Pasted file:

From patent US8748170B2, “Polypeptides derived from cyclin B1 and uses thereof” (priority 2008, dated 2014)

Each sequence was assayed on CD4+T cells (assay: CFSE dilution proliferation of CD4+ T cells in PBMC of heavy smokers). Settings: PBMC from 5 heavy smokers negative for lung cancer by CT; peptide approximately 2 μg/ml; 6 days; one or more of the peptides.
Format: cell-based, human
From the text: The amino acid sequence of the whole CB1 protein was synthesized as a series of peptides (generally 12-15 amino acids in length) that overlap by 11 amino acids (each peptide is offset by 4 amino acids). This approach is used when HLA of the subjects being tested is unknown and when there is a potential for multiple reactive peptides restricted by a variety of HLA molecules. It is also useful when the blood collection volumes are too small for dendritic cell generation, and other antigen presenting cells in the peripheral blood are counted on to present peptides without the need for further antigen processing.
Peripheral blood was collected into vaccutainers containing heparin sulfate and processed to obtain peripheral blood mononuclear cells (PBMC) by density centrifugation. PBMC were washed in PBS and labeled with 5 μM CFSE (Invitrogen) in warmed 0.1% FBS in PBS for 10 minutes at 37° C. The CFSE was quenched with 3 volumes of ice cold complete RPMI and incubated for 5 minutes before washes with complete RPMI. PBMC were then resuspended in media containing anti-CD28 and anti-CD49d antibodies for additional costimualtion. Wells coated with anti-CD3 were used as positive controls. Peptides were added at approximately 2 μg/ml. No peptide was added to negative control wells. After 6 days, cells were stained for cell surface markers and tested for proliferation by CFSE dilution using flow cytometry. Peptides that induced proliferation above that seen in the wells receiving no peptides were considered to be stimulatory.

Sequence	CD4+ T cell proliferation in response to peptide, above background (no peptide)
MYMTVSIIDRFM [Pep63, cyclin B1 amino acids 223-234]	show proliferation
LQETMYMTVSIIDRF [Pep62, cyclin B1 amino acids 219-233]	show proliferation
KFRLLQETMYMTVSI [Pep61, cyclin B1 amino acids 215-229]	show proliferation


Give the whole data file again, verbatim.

From patent US8748170B2, “Polypeptides derived from cyclin B1 and uses thereof” (priority 2008, dated 2014)

Each sequence was assayed on CD4+T cells (assay: CFSE dilution proliferation of CD4+ T cells in PBMC of heavy smokers). Settings: PBMC from 5 heavy smokers negative for lung cancer by CT; peptide approximately 2 μg/ml; 6 days; one or more of the peptides.
Format: cell-based, human
From the text: The amino acid sequence of the whole CB1 protein was synthesized as a series of peptides (generally 12-15 amino acids in length) that overlap by 11 amino acids (each peptide is offset by 4 amino acids). This approach is used when HLA of the subjects being tested is unknown and when there is a potential for multiple reactive peptides restricted by a variety of HLA molecules. It is also useful when the blood collection volumes are too small for dendritic cell generation, and other antigen presenting cells in the peripheral blood are counted on to present peptides without the need for further antigen processing.
Peripheral blood was collected into vaccutainers containing heparin sulfate and processed to obtain peripheral blood mononuclear cells (PBMC) by density centrifugation. PBMC were washed in PBS and labeled with 5 μM CFSE (Invitrogen) in warmed 0.1% FBS in PBS for 10 minutes at 37° C. The CFSE was quenched with 3 volumes of ice cold complete RPMI and incubated for 5 minutes before washes with complete RPMI. PBMC were then resuspended in media containing anti-CD28 and anti-CD49d antibodies for additional costimualtion. Wells coated with anti-CD3 were used as positive controls. Peptides were added at approximately 2 μg/ml. No peptide was added to negative control wells. After 6 days, cells were stained for cell surface markers and tested for proliferation by CFSE dilution using flow cytometry. Peptides that induced proliferation above that seen in the wells receiving no peptides were considered to be stimulatory.

Sequence	CD4+ T cell proliferation in response to peptide, above background (no peptide)
MYMTVSIIDRFM [Pep63, cyclin B1 amino acids 223-234]	show proliferation
LQETMYMTVSIIDRF [Pep62, cyclin B1 amino acids 219-233]	show proliferation
KFRLLQETMYMTVSI [Pep61, cyclin B1 amino acids 215-229]	show proliferation